Blackbirdan online journal of literature and the artsSpring 2011 v10n1
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When he arrives, my husband is outside
sweeping mats of thin leaves. Inside, I wax
the front table with a woolen cloth. The Badger
follows my husband in. A cock crows. My
husband hands me the riding crop and I make
our guest crawl; he takes my foot and places
it on his own neck, but it’s not as degrading
as we’d all like, so I make him stand
upright, pace the stairs. I ride
his shoulders. He must skip the loudest
steps, reciting his last conversation
with his physician. You’re smiling, are you?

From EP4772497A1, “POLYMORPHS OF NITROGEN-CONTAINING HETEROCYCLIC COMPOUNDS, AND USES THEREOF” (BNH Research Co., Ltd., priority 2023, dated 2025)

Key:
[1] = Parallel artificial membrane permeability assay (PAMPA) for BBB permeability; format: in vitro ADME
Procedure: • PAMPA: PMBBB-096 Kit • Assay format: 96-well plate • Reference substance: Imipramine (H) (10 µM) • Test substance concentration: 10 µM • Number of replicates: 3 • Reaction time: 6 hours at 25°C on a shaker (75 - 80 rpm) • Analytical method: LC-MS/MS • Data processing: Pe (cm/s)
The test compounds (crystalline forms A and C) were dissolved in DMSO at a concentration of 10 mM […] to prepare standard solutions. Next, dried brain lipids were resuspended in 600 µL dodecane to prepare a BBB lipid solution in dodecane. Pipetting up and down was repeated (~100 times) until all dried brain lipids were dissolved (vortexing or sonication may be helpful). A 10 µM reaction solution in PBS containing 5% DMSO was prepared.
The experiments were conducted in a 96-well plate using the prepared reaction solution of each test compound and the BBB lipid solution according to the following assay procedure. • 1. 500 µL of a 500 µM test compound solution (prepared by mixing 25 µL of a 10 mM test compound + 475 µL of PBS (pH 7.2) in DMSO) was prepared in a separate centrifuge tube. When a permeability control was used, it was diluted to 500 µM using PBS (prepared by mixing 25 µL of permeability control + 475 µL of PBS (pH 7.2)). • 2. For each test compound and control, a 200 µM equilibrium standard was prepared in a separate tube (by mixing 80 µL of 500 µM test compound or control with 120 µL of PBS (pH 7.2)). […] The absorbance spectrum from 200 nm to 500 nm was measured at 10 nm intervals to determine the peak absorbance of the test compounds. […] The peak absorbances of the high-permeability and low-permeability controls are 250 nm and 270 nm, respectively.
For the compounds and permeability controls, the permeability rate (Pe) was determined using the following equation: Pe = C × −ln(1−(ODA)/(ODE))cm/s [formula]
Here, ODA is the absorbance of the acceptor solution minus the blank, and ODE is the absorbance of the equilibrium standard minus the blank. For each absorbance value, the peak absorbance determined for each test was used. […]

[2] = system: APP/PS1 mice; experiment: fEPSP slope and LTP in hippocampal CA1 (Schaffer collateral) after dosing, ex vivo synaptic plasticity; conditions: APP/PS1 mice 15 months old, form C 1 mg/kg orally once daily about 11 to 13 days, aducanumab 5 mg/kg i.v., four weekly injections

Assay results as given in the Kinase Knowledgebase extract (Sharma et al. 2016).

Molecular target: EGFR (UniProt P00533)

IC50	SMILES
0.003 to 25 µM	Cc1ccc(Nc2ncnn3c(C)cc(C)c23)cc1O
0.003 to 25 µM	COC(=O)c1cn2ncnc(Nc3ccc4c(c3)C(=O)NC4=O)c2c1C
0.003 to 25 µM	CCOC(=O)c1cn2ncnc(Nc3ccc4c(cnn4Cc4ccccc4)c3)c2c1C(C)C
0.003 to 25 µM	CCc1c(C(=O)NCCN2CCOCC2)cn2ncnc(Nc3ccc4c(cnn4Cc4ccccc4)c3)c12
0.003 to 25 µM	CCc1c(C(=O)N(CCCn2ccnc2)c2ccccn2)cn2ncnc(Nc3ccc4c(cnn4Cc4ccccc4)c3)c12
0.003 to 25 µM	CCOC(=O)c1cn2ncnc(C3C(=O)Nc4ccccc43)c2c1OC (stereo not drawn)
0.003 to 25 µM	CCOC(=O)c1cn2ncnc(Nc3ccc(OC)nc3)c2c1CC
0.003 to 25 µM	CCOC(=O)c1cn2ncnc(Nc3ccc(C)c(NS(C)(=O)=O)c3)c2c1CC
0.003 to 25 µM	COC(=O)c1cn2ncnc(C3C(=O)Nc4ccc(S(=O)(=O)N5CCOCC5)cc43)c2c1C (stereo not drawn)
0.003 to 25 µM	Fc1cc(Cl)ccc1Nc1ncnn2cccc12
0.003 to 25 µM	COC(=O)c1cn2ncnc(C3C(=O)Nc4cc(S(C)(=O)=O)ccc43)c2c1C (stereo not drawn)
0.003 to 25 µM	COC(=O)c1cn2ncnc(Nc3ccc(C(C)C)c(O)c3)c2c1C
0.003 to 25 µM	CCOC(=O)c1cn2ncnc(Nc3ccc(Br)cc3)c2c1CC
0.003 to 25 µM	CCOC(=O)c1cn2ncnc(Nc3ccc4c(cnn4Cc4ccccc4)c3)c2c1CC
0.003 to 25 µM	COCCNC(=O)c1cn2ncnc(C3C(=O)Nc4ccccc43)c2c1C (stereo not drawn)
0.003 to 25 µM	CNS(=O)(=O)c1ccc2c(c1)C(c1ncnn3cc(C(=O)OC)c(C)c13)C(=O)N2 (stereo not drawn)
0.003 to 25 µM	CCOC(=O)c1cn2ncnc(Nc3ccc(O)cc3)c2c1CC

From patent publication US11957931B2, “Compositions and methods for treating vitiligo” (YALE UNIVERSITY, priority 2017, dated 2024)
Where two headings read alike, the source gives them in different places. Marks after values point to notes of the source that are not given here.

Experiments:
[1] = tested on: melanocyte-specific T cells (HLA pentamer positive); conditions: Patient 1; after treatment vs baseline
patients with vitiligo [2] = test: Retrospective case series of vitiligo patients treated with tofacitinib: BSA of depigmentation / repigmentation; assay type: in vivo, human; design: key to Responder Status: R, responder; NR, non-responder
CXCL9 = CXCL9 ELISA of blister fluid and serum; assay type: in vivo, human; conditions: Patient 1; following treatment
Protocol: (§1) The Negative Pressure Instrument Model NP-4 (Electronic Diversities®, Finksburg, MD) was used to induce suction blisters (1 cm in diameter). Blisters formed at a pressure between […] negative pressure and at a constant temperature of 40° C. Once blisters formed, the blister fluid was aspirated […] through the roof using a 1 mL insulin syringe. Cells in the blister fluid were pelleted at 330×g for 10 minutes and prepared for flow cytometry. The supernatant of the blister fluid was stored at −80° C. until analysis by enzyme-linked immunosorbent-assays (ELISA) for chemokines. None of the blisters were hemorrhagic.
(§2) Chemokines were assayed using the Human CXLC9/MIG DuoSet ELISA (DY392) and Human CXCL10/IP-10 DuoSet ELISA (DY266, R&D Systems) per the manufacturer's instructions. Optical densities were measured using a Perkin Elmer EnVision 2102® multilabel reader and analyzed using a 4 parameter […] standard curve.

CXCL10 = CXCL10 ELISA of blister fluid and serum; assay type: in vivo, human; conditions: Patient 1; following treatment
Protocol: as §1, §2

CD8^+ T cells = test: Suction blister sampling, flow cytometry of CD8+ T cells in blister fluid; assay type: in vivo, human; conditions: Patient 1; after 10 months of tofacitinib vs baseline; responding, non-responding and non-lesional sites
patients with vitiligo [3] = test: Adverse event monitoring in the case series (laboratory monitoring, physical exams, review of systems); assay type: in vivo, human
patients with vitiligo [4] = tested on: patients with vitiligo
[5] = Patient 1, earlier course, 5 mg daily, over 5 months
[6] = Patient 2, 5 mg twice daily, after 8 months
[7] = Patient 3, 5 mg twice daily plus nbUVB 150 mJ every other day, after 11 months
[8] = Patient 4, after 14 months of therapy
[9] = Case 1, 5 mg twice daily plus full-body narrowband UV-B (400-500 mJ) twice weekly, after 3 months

I say to him. Smiling at your rider? You
recognize her human hand, gentle but firm? He smells
like a nursing home, and that nose . . . he could
cut gruyère with that nose. He is, after all,
an animal whose traveling, regardless
of circumstance, looks not courageous but
mildly eccentric. Still, we have a good time.  end

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